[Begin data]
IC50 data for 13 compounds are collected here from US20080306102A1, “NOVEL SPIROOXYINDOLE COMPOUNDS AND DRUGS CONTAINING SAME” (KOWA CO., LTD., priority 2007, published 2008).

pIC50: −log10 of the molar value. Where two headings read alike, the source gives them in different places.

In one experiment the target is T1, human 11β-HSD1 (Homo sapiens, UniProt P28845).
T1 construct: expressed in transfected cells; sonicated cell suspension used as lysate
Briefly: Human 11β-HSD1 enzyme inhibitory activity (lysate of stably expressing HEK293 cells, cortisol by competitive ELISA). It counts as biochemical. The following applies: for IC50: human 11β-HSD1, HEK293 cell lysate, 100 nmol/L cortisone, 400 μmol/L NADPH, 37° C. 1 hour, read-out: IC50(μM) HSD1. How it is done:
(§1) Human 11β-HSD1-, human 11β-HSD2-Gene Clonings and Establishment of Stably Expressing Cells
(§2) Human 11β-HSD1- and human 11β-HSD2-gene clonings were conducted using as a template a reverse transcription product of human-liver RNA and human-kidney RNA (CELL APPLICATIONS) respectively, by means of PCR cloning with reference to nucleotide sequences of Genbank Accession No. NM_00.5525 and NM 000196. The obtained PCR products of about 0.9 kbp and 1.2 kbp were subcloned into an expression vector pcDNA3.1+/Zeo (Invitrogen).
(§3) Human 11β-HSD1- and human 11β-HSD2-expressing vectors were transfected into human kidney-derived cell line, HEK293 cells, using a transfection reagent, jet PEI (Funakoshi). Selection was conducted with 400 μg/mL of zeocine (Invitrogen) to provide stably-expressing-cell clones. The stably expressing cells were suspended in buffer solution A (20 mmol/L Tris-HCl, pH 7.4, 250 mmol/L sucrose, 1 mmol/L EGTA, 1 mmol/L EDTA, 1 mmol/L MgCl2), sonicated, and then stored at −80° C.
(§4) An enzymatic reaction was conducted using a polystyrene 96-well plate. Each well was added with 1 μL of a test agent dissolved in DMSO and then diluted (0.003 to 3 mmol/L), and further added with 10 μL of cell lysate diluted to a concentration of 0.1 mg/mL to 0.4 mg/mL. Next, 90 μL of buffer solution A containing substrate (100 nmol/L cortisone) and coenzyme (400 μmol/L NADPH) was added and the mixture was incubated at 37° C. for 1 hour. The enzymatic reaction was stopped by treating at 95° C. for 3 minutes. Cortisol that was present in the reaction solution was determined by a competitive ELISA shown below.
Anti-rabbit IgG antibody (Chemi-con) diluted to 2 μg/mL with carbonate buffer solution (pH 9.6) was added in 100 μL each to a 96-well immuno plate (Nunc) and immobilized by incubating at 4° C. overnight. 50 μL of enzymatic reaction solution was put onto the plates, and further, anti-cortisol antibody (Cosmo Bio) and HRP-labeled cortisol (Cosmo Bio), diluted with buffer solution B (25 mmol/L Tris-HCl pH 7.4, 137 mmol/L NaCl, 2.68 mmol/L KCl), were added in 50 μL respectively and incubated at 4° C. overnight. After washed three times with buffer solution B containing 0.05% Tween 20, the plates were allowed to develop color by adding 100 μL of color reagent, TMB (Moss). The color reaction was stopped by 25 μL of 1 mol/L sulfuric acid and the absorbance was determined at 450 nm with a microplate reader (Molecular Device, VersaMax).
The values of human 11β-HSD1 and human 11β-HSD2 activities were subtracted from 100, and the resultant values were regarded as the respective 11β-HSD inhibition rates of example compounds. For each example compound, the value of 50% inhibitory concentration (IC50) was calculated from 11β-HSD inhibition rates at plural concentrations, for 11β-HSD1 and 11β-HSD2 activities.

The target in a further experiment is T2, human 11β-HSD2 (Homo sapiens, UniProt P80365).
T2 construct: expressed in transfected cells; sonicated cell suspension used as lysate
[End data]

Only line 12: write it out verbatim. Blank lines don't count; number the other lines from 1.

The target in a further experiment is T2, human 11β-HSD2 (Homo sapiens, UniProt P80365).